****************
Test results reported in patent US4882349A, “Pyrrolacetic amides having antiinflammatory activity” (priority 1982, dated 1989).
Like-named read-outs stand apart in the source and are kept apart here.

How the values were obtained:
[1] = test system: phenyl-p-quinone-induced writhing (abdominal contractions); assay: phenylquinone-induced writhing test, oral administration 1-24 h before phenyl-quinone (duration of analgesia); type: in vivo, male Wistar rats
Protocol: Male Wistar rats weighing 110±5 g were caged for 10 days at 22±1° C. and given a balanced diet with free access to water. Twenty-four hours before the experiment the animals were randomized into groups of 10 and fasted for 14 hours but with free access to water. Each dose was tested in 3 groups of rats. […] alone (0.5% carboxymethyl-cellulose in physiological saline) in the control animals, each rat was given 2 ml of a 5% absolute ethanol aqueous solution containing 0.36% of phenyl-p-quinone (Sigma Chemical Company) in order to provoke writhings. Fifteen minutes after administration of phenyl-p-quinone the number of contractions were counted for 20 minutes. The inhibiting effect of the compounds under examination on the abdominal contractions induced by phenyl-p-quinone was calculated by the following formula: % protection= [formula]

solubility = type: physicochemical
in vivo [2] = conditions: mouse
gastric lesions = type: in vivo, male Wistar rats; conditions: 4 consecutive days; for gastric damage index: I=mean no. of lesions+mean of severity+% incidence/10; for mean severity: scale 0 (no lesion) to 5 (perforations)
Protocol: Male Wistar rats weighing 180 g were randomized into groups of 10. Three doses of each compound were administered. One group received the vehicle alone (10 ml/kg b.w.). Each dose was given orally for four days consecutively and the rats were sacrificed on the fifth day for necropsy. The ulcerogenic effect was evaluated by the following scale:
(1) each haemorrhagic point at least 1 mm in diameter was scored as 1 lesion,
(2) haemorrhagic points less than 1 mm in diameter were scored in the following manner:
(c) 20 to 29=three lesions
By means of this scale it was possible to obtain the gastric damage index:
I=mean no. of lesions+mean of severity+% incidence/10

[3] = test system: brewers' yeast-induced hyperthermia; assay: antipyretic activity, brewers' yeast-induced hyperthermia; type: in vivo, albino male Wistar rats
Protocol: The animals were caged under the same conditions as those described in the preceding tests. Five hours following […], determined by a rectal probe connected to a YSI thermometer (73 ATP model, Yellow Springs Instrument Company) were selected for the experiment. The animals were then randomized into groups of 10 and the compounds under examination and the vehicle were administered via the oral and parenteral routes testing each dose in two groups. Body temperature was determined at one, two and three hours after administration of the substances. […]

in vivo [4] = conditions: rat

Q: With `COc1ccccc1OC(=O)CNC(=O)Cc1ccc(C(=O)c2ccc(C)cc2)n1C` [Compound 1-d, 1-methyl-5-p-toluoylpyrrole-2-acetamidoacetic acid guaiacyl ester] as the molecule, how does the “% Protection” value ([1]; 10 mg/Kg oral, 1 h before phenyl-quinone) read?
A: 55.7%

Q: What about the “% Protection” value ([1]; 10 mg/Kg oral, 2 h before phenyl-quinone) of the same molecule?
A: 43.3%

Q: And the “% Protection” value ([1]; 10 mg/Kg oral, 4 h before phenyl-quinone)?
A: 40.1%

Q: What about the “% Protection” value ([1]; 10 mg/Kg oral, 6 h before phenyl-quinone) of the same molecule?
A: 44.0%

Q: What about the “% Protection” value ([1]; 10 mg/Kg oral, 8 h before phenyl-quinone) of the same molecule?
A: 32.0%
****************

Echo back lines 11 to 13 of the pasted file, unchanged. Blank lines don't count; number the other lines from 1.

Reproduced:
(2) haemorrhagic points less than 1 mm in diameter were scored in the following manner:
(c) 20 to 29=three lesions
By means of this scale it was possible to obtain the gastric damage index: